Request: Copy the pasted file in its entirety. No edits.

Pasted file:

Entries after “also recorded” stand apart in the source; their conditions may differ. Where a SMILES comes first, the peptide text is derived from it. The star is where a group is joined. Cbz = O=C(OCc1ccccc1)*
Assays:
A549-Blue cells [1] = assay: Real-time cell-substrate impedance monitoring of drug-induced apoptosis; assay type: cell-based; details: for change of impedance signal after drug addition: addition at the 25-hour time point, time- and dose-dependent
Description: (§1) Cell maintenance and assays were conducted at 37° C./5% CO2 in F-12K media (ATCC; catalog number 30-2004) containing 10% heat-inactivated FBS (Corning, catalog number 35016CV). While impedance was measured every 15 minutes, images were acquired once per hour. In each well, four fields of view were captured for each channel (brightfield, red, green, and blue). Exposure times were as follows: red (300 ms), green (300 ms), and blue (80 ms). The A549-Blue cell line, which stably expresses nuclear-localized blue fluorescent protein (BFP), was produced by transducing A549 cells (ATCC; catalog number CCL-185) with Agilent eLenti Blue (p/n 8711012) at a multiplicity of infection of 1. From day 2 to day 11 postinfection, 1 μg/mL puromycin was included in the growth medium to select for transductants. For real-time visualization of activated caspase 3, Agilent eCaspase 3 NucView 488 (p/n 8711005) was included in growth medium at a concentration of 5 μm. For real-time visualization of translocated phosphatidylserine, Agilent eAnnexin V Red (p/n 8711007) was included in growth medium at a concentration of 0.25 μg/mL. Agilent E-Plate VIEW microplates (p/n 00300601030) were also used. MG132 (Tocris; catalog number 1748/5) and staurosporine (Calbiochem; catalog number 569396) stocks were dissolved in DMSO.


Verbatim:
Entries after “also recorded” stand apart in the source; their conditions may differ. Where a SMILES comes first, the peptide text is derived from it. The star is where a group is joined. Cbz = O=C(OCc1ccccc1)*
Assays:
A549-Blue cells [1] = assay: Real-time cell-substrate impedance monitoring of drug-induced apoptosis; assay type: cell-based; details: for change of impedance signal after drug addition: addition at the 25-hour time point, time- and dose-dependent
Description: (§1) Cell maintenance and assays were conducted at 37° C./5% CO2 in F-12K media (ATCC; catalog number 30-2004) containing 10% heat-inactivated FBS (Corning, catalog number 35016CV). While impedance was measured every 15 minutes, images were acquired once per hour. In each well, four fields of view were captured for each channel (brightfield, red, green, and blue). Exposure times were as follows: red (300 ms), green (300 ms), and blue (80 ms). The A549-Blue cell line, which stably expresses nuclear-localized blue fluorescent protein (BFP), was produced by transducing A549 cells (ATCC; catalog number CCL-185) with Agilent eLenti Blue (p/n 8711012) at a multiplicity of infection of 1. From day 2 to day 11 postinfection, 1 μg/mL puromycin was included in the growth medium to select for transductants. For real-time visualization of activated caspase 3, Agilent eCaspase 3 NucView 488 (p/n 8711005) was included in growth medium at a concentration of 5 μm. For real-time visualization of translocated phosphatidylserine, Agilent eAnnexin V Red (p/n 8711007) was included in growth medium at a concentration of 0.25 μg/mL. Agilent E-Plate VIEW microplates (p/n 00300601030) were also used. MG132 (Tocris; catalog number 1748/5) and staurosporine (Calbiochem; catalog number 569396) stocks were dissolved in DMSO.